I feel like it’s important to establish that the romance is not the reason the character is doing better. They’re doing better because they’re working on it themselves, not because having a partner suddenly makes things better and “cures” them of their illness.
This is the quote that gave me iffy vibes, and I tried not to take it out of context by including the full. (It’s on page 159, if you want it.)
“The place somewhere deep inside me where I understand that speaking to him, with him, about important things, trivial things, or shouldn’t be things, fires each piston in my brain, and for the first time in recent memory, I get deliverance from the storm that forever brews inside my head.
And it never lasts long enough.”
Do with this what you will. I personally can’t say whether or not the rep is good. But I feel like there were a few moments that could have used some rephrasing.
Similarly, something that I can definitively say is that I felt like some of the therapy Lennon did in a center was glossed over and overshadowed by the romantic motivations. The effort she put in while at the center was very much overshadowed by the fact that she was doing it to go back to Kyler, and it felt like there wasn’t enough emphasis on the fact that she was working on doing better.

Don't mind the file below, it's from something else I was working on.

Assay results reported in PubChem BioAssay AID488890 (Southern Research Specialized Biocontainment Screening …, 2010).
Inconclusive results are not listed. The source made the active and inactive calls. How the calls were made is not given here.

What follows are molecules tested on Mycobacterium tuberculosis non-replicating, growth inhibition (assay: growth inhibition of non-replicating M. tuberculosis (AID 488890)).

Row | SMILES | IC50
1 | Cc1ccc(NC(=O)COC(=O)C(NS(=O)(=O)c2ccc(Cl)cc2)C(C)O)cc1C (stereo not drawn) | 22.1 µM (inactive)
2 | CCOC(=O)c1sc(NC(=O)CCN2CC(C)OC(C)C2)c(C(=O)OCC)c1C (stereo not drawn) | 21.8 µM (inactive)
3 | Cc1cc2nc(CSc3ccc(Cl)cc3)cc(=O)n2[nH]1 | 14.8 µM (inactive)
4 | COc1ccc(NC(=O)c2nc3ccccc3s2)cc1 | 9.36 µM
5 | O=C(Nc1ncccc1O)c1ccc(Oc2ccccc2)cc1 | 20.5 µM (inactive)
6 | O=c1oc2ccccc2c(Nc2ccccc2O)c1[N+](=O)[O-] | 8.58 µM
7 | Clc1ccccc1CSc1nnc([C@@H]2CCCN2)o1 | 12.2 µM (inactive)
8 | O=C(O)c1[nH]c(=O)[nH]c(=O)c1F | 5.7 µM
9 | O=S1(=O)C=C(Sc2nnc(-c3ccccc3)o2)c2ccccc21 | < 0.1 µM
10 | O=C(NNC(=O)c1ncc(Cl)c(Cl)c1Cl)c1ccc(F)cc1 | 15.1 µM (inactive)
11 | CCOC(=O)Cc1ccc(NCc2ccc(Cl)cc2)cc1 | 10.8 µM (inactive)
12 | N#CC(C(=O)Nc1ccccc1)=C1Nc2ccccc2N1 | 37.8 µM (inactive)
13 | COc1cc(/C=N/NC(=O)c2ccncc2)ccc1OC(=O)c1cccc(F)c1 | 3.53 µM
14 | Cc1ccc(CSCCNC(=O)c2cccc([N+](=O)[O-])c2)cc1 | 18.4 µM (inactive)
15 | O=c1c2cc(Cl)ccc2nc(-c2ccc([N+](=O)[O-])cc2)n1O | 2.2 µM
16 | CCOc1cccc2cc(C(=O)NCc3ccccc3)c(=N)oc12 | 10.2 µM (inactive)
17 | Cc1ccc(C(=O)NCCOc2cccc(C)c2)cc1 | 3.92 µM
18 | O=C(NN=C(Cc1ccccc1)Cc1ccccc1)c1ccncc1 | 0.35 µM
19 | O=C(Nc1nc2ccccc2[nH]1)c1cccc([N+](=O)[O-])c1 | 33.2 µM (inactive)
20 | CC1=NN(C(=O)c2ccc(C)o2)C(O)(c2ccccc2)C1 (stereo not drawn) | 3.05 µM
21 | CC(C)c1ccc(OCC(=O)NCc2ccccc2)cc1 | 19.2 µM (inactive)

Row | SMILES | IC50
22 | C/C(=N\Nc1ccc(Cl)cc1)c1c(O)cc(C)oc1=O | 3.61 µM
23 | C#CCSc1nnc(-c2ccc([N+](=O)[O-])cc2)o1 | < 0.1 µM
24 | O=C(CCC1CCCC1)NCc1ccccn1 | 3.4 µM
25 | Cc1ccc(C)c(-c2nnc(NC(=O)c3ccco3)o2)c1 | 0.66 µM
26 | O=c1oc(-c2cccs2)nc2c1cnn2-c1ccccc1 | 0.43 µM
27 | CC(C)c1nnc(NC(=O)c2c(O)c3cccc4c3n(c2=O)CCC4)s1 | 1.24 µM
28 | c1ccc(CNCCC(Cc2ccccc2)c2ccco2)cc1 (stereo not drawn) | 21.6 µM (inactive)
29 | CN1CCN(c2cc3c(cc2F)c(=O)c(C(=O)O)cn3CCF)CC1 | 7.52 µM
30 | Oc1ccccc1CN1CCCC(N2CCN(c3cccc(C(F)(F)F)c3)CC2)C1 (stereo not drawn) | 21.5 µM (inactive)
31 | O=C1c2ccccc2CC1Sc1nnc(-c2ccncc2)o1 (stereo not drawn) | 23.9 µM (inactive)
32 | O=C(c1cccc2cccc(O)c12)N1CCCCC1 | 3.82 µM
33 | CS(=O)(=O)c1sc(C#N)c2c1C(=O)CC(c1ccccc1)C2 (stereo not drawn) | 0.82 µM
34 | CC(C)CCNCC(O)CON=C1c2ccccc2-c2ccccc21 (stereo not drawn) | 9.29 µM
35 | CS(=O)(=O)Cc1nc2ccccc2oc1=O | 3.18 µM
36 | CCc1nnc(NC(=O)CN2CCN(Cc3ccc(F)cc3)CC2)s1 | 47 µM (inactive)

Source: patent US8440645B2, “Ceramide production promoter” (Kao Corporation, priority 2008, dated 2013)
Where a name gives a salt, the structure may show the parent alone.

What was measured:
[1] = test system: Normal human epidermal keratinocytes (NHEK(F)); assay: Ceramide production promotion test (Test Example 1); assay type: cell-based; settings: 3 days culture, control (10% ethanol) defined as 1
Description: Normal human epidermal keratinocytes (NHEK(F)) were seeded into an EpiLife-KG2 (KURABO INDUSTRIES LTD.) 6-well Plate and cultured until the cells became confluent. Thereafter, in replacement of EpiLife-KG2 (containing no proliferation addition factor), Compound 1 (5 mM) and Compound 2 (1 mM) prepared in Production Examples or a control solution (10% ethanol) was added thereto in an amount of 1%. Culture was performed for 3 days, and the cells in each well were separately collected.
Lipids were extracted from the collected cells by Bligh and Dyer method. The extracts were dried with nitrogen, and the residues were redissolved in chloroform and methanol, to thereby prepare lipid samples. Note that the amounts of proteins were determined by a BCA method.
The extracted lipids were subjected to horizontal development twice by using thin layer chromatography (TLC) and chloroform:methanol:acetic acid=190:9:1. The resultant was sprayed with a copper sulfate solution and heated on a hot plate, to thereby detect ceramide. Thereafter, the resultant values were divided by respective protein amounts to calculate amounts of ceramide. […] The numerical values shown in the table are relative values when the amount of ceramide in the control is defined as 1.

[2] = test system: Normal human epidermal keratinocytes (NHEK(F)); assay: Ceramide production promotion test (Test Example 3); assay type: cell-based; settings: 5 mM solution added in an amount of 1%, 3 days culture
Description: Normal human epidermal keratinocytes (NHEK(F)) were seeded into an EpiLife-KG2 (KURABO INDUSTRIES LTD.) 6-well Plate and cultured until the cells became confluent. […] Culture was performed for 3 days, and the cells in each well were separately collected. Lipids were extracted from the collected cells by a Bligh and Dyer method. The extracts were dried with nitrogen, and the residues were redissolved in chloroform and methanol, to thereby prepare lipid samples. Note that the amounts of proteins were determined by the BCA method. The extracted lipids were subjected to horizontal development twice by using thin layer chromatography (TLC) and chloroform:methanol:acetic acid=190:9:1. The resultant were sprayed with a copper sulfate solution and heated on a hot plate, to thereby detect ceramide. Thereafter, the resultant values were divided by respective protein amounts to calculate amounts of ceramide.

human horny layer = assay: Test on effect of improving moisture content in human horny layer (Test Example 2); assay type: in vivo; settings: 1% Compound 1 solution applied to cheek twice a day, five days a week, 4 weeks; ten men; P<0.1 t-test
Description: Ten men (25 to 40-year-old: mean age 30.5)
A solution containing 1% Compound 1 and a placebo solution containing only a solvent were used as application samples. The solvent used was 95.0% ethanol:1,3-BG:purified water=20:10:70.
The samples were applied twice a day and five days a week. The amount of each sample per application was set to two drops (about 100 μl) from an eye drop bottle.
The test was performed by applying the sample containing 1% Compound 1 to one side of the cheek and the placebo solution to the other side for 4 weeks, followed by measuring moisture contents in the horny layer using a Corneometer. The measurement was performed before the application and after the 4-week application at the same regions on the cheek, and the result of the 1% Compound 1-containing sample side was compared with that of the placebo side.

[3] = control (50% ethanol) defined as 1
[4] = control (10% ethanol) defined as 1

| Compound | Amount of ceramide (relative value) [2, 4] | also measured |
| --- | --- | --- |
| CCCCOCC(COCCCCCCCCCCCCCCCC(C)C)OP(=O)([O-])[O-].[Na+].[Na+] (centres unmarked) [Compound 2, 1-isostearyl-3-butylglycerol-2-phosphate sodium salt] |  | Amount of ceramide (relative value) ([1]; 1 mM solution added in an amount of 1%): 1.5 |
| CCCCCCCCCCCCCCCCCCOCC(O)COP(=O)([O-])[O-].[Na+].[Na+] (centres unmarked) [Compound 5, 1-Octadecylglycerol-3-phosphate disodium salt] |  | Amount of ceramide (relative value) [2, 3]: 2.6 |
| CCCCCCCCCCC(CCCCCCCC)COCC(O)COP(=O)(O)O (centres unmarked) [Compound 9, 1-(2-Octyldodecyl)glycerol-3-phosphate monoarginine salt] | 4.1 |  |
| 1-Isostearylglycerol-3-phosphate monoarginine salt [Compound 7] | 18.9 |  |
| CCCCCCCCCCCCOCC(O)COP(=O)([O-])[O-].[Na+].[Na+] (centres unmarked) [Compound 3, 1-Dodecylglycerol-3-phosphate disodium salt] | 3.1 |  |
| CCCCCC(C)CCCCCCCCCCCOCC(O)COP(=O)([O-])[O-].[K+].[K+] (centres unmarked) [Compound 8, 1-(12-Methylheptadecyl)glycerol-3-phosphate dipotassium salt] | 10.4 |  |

It’s just she goes in after a spiral and comes out being able to face her worst fear, seemingly because of love and desire to get back to Kyler, which was the focus of the story while Lennon was in the center.
I wanted more emphasis on the benefits of therapy and what the center did for Lennon.
I realize I’m being kind of picky. But I also realize there are a lot of harmful stereotypes about OCD out there, and I was iffy with the way the romance and mental illness rep was mixed.
(I also want to note that there was no resources page or note at the end or beginning of the book, so do with that what you will. I didn’t remove stars for this, but it did make me hmm.)
Overall, All Our Broken Pieces had a lot of potential, but I’m not actually sure how I feel about the result.
I thought there were a lot of compelling elements in All the Broken Pieces, even if they were a bit cliché at times, but I was undecided on the OCD rep and how it factored in with the romance.
I’d definitely love to read an #OwnVoices review for this and am not sure if I’d recommend or not.
After her mother died, Lennon moves to L.A. to live with her dad and his family. However, adjusting to a new school and environment is hard, especially with her OCD and desire for security in the number five.
Kyler is the boy next door, and he hides his scars with his hoodies, instead keeping to himself and his notebooks where he writes music.
But when Lennon and Kyler’s lives collide, something new grows between them, but maintaining it may be more effort than it’s worth.
Content Warning: casual mention of girl who self-harmed, OCD (a spiral etc.), loss of a family member, bullying, outing of OCD,
Thank you so much to Disney Books & Netgalley for providing me with a digital review copy in exchange for an honest review. I read the finished copy, courtesy of the Class of 2k19 Books and L.D. Crichton.